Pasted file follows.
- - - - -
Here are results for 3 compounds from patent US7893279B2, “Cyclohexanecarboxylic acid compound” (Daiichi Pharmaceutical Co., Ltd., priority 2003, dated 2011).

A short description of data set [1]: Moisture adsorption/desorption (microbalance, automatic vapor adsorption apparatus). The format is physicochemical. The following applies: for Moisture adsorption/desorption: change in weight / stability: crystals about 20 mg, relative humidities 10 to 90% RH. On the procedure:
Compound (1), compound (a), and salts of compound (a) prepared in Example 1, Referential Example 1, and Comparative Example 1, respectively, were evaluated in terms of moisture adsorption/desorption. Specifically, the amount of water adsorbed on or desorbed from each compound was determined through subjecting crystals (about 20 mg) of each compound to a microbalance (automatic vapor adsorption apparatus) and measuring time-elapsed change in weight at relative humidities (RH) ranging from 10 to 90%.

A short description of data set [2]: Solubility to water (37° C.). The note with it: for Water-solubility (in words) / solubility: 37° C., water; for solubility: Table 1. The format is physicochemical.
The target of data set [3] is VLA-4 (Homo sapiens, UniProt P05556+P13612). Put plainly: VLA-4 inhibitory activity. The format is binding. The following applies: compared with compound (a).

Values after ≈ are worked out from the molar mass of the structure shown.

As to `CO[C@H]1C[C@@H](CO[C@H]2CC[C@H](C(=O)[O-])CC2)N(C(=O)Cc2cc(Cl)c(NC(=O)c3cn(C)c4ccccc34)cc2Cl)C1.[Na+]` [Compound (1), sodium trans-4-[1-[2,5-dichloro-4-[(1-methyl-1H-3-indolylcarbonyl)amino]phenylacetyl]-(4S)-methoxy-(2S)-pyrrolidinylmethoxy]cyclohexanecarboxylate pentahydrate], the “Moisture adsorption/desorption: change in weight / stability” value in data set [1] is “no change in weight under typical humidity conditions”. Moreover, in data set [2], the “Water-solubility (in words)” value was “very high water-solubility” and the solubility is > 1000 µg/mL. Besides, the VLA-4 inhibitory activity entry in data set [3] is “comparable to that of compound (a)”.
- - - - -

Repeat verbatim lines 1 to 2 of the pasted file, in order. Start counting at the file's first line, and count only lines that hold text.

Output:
Here are results for 3 compounds from patent US7893279B2, “Cyclohexanecarboxylic acid compound” (Daiichi Pharmaceutical Co., Ltd., priority 2003, dated 2011).

A short description of data set [1]: Moisture adsorption/desorption (microbalance, automatic vapor adsorption apparatus). The format is physicochemical. The following applies: for Moisture adsorption/desorption: change in weight / stability: crystals about 20 mg, relative humidities 10 to 90% RH. On the procedure: